President Joko Widodo’s government has clearly not fulfilled its commitment to strengthen human rights protection in Papua. The AHRC respectfully requests the Indonesian government to properly resolve human rights cases in Papua. Rather than subjectively refusing suggestions proposed by some pacific countries, the Indonesian government should begin to deal with human rights cases. The government should ensure that Papua is accessible to journalists and the international community. The government should also reduce the number of soldiers in Papua, and increase police accountability, as the military and police are the two most frequent perpetrators of human rights violations in Papua. Lastly, the government must incorporate human rights into its development perspective, as any development policies lacking human rights protection will only create further problems for Papua.
2) Indonesia president urges action on Freeport mine deal
JAKARTA (Reuters) - Indonesian President Joko Widodo called for faster progress to wrap up a deal with Freeport-McMoRan Inc () on rights to the giant Grasberg copper mine, which the U.S. firm owns, officials said on Friday.
The chief executive of the world’s biggest publicly traded copper company -- which under a framework deal agreed in August to divest 51 percent of the mine -- held talks with officials in Jakarta earlier in the day.
The deal is intended to replace an existing contract with a “special mining permit” and give Jakarta greater control over its mineral resources.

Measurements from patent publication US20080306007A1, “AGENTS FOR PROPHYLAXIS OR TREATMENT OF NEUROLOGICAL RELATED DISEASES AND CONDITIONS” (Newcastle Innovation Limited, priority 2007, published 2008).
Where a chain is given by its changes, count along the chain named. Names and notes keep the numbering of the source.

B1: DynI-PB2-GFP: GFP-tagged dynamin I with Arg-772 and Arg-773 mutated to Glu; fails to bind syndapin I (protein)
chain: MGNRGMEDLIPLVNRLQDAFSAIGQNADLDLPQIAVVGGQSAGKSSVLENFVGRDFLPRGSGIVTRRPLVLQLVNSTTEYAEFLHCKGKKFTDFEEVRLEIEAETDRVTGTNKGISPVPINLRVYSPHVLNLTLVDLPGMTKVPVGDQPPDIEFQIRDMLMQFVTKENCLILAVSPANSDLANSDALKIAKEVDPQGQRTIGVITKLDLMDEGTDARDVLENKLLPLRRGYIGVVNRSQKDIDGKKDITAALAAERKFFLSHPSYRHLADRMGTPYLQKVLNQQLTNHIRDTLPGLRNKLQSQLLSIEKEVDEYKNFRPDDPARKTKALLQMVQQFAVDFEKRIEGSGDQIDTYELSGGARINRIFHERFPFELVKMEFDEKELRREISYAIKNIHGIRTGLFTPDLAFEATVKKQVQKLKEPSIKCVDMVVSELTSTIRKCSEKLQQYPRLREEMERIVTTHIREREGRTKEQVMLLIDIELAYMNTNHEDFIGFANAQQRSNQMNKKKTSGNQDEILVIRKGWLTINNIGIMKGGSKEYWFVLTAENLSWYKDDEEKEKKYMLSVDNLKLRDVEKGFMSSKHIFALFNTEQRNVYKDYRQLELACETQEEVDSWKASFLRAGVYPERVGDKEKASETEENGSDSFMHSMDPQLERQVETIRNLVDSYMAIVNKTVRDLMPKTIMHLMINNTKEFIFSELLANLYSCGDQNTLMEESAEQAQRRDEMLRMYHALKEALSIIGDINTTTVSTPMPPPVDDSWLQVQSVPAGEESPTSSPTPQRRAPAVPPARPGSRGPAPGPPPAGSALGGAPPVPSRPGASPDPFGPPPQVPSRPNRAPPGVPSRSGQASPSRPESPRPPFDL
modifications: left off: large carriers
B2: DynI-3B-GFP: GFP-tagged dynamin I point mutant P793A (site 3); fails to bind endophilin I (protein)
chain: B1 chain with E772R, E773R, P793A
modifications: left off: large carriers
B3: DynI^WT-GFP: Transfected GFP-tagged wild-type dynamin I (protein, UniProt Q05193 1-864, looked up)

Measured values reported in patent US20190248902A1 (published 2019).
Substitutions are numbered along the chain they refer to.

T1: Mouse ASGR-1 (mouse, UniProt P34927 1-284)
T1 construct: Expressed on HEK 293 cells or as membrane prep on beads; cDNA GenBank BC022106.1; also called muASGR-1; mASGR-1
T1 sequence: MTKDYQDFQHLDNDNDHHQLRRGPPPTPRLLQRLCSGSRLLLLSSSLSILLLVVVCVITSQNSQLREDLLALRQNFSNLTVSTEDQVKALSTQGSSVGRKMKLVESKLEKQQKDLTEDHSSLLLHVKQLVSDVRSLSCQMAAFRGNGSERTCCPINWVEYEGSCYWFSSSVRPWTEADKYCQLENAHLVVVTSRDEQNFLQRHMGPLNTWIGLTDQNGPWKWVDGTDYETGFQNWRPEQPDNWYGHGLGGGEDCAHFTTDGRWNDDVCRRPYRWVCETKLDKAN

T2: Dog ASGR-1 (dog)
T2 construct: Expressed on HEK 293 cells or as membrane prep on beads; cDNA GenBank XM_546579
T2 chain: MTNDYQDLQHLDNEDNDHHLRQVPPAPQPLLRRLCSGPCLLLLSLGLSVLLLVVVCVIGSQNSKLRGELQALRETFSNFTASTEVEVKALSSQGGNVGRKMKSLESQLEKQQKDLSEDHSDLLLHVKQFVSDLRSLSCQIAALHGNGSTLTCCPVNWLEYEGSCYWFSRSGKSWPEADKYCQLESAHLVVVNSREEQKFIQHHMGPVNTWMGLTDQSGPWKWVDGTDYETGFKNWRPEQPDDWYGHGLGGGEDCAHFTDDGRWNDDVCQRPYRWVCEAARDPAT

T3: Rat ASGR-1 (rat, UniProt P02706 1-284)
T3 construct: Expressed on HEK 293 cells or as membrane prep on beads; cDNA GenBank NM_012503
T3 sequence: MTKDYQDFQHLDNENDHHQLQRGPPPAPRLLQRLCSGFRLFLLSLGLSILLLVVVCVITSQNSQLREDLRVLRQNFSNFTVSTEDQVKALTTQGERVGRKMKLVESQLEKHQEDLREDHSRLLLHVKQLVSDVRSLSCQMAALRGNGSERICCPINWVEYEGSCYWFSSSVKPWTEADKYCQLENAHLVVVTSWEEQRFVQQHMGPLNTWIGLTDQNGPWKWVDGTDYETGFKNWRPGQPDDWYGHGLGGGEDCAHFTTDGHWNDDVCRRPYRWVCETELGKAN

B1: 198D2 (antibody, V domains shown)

But significant differences remain including on how Grasberg, the world’s second-largest copper mine, will be valued and on the timing and structure of the required divestment, leading some analysts to raise doubts about the future of the agreement.
Hadi Mustofa Djuraid, an aide to Mining Minister Ignasius Jonan, said Freeport CEO Richard Adkerson had met Jonan and other company and government officials in Jakarta on Friday morning after the president said “the sooner the better” referring to an end to the talks.
“In principle, Freeport is still committed in accordance with the agreement,” Djuraid told reporters, noting that issues over divestment and state revenues from Grasberg had not been resolved yet by the finance ministry.
Under Widodo’s direction, Jonan will “help the negotiation process” with Freeport alongside Finance Minister Sri Mulyani Indrawati and State Owned Enterprise Minister Rini Soemarno, “so this problem is resolved immediately,” Djuraid said.
“In negotiations there’s always a bargaining process,” he added, declining to provide detail on the talks.
A spokesman for Freeport’s Indonesian unit declined to comment.
The government is seeking a “win-win” solution as quickly as possible, Widodo said late on Thursday, according to an official transcript of remarks the president made to reporters in Banten province west of the capital Jakatra.
“It’s already been three years of heated arguing, but this is almost finalised,” Widodo added.
Adding pressure to end the dispute, Indonesia’s Supreme Audit Agency (BPK) told parliament this week that between 2009 and 2015, Freeport Indonesia’s royalty and levy payments were $445.96 million lower than they would have been if the miner had taken up a new mining permit during that period.
“The risk of the dispute escalating and ultimately going to arbitration has increased,” Jefferies analyst Christopher LaFemina said in a research note this week, referring to the divestment issues, and cutting Freeport’s target share price to $19 from $23.
“We are increasingly concerned that a resolution will not be reached,” LaFemina added.
Jefferies estimates the value of the Freeport Grasberg stake to be divested at $6.7 billion.
Reporting by Wilda Asmarini and Gayatri Suroyo in JAKARTA; Additional reporting by Susan Taylor in TORONTO and Nicole Mordant in VANCOUVER; Writing by Fergus Jensen and Ed Davies; editing by John Stonestreet